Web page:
One argument brought forward by ID proponents and other Creationists is that the process of evolution violates the 2nd law of thermodynamics. This law states that “no process is possible in which the sole result is the transfer of energy from a cooler to a hotter body” . Creationists interpret this as saying that things will always progress from order to disorder here on Earth . Unfortunately, the fact that the Earth is not a closed system affects the ability to make this claim, as does the fact that order has been observed coming from disorder on numerous occasions in nature [20, 21].
Another flaw in evolutionary thinking, according to Creationists, is that transitional fossils that would characterize the progression of one form to another do not exist. There are multiple flaws with this argument, including a) the fact that transitional fossils have been observed and therefore some avenues of common descent have been characterized , b) the idea of “punctuated equilibrium” can account for instances where there are no transitional fossils [4, 23], and c) new fossils are uncovered all the time, some of which will undoubtedly provide evidence of transition.
A third argument made by Creationists, this one often specifically targeted at the theory of evolution by natural selection, states that evolution is a tautology (that is, it has a circular definition). These claims are largely based on work from Karl Popper . The Talk.Origins website summarizes the Creationist stance succinctly: “[n]atural selection is the survival of the fittest [and the] fittest are those that survive” . However, many people, including Popper himself, have refuted this over-simplification on the grounds that the term “fitness” refers to more than just survival (e.g. organisms deemed “fit” are constrained by laws such as those pertaining to chemistry and genetics) and therefore the definition is not circular [26, 27].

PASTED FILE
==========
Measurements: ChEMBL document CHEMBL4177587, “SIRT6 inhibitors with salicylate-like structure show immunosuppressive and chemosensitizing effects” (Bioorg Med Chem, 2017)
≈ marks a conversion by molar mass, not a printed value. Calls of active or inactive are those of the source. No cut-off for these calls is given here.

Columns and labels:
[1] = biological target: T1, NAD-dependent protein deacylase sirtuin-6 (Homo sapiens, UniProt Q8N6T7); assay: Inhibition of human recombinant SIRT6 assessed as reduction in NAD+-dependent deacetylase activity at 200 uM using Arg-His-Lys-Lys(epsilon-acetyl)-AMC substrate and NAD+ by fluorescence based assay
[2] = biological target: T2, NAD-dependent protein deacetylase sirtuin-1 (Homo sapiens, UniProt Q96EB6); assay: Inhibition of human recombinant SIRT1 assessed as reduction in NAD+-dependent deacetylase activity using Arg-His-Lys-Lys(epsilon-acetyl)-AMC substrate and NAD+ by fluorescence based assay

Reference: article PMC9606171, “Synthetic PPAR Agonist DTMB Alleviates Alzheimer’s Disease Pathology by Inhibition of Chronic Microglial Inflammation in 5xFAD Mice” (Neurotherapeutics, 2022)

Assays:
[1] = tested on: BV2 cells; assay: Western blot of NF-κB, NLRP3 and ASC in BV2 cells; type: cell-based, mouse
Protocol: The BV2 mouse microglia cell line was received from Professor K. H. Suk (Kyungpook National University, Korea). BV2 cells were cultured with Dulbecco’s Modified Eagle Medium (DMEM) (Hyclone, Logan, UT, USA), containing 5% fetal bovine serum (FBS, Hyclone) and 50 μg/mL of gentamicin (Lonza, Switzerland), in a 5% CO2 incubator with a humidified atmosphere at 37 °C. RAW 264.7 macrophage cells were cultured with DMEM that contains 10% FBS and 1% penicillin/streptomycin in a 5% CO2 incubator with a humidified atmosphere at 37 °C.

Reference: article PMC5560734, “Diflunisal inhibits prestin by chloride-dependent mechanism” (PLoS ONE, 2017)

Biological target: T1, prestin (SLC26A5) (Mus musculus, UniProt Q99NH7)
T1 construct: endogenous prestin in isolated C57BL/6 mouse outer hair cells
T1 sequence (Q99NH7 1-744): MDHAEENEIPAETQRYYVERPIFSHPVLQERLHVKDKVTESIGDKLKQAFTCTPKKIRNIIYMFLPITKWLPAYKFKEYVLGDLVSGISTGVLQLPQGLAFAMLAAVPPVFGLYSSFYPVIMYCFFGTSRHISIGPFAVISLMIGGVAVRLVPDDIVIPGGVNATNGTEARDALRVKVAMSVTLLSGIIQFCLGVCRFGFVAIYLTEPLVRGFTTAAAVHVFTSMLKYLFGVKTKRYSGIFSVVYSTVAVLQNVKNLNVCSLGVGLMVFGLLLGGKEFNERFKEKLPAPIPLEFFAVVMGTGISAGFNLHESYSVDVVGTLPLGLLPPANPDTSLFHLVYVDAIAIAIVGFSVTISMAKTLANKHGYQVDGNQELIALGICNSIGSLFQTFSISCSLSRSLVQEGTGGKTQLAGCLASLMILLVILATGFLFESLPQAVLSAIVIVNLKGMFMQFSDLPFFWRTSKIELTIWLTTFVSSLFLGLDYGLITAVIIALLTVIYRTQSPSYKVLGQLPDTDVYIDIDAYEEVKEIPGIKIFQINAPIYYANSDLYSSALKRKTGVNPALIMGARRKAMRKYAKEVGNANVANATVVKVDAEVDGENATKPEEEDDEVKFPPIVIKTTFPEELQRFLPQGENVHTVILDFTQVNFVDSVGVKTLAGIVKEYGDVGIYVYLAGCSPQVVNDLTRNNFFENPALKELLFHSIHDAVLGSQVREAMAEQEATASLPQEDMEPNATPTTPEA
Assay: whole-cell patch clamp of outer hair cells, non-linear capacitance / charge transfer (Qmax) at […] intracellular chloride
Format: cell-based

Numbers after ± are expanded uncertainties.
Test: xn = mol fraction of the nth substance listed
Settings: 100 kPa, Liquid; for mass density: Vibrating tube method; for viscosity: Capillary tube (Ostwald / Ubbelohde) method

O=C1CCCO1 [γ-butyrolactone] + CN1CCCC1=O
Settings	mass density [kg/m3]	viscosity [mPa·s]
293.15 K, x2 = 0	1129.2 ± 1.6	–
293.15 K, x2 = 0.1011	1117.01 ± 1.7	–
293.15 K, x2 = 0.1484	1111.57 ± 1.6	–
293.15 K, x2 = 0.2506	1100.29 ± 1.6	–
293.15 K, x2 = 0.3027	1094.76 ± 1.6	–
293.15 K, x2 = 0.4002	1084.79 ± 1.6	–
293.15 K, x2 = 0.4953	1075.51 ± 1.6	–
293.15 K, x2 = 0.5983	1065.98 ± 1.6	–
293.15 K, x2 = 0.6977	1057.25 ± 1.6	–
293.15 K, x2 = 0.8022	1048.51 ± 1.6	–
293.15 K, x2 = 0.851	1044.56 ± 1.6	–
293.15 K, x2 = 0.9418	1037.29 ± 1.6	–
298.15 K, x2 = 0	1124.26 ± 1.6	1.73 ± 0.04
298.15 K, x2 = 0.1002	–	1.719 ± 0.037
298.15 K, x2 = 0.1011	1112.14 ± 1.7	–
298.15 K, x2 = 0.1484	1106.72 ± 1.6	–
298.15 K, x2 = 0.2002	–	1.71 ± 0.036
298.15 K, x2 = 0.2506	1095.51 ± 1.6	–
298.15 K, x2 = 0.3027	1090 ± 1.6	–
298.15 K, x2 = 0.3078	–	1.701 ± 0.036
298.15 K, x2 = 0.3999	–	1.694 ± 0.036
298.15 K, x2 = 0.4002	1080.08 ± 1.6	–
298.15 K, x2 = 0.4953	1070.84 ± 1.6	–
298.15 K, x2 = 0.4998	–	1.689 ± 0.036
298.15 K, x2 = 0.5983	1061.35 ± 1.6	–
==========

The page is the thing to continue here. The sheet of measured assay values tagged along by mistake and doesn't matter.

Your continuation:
For individuals interested in a more in depth analysis of the above arguments and additional points of contention between evolutionists and creationists, it is worth noting that there are on-line resources providing exhaustive details on all facets of the creation/evolution debate. I would encourage anyone interested in this topic to thoroughly mine this resource – to check claims vs. counter-claims, etc. – before coming to any conclusions (I would recommend the Talk.Origins website as a jumping off point for the evolutionist perspective  and the True.Origins website as a jumping off point for the creationist perspective ). In my opinion, many of the arguments put forward by Creationists rely on selective referencing, oversimplification of concepts, and outright falsehoods that are easily contradicted and I feel that careful critical examination of the literature bears this out. More than anything else, it is frustrating that evolutionists are far more willing to point to the gaps in their model than Creationists. This failure to be self-critical about the literal interpretation of Genesis undermines their position.
Cockiness (or: Overstating the Case for Evolution)
I would be remiss if I failed to point out some of the shortcomings in the evolutionist argument. Most problems with the evolutionist perspective arise because proponents make over-reaching claims about evolution. The evidence can be oversimplified or misrepresented by individuals unfamiliar with some of the nuances of the actual research and this sloppiness yields mistakes that then become fodder for Creationist attacks against evolution . Ultimately someone is left to clean up the mess made by others, but this becomes a daunting task since misconceptions will persist in the literature for years .